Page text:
When talking about non-rocket space launch, (specifically, launching things from earth into space) one idea that comes up often- and then gets quickly dismissed- is the idea of a Mass Driver- a rail gun, a coil gun, or a light-gas gun.
On the one hand, the idea is nice because it can be built on earth, where we already have people, resources, and manufacturing equipment.
On the other hand, it's basically unworkable because the g-forces involved would kill a person, and destroy most equipment, unless you were building a staggeringly long system- hundreds of kilometers. The sheer cost of this is basically why no-one ever seriously talks about making a Mass Driver on earth.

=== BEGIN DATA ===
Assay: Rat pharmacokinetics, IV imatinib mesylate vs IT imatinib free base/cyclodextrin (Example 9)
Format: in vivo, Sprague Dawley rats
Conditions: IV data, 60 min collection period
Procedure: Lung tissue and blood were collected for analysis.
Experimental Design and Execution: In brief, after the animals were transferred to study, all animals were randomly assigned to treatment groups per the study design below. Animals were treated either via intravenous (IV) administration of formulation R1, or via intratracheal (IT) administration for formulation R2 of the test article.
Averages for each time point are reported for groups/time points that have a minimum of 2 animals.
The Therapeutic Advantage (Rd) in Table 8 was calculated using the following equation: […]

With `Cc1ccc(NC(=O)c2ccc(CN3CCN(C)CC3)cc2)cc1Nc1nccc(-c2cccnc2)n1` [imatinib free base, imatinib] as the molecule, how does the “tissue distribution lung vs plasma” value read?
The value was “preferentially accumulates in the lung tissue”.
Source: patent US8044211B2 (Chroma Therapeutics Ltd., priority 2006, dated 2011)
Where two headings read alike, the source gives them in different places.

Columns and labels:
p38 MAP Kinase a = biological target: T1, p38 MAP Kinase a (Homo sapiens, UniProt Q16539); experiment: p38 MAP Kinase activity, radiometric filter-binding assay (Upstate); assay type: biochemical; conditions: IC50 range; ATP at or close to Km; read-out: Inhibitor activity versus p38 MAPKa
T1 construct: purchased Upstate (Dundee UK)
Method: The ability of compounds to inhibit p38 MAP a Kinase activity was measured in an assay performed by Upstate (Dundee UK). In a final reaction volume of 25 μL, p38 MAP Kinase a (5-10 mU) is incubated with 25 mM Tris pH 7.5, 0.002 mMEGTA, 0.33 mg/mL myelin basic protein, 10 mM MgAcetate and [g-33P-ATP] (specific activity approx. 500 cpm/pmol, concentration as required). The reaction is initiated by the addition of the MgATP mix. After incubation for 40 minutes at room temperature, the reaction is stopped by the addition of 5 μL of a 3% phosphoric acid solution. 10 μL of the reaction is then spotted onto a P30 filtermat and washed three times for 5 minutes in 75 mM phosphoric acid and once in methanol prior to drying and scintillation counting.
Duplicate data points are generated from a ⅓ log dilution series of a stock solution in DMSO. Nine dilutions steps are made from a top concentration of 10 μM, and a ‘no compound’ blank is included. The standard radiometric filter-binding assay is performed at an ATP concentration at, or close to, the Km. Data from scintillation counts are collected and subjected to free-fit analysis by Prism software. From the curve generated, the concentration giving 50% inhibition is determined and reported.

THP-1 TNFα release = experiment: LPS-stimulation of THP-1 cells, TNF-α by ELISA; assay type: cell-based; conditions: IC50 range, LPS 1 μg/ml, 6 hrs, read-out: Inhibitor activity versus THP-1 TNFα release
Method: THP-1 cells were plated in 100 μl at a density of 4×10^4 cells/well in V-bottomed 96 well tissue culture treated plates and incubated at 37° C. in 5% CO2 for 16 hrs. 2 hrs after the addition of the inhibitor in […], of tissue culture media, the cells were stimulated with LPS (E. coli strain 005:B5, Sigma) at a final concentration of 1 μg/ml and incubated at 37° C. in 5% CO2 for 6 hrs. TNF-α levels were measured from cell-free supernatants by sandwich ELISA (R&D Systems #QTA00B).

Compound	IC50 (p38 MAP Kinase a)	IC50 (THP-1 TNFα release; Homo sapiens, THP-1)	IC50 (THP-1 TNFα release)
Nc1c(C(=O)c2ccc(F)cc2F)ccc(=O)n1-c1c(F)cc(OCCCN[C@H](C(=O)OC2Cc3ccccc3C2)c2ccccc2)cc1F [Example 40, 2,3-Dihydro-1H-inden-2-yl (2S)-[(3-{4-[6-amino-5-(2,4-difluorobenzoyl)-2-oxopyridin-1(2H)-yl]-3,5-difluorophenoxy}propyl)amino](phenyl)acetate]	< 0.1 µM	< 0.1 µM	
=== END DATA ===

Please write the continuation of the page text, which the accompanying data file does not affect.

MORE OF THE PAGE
But recently, we've been seeing progress in the 3d printing in general, and 3d printing in space in particular. The point where we will be able to actually build things via remote-controlled 3d printers is looking quite close- IF we can feed resources into them. (And, more importantly, if we can get those resources to the 3d printer cheaper than if we shipped the assembled product from earth instead.)
Which brings me back to the idea of Mass Drivers in earth. What if, instead of launching people or satellites, a Mass Driver was constructed specifically to launch small, solid masses- say, 10 kilograms of steel feedstock for a 3d printer? Launched towards a 3d printer that was already in space?
With smaller payloads and higher g-force tolerances, do Mass Drivers become a realistic option? Are they actually viable, both in the sense of 'how much do they cost to build?' and in 'can they actually get stuff into space?'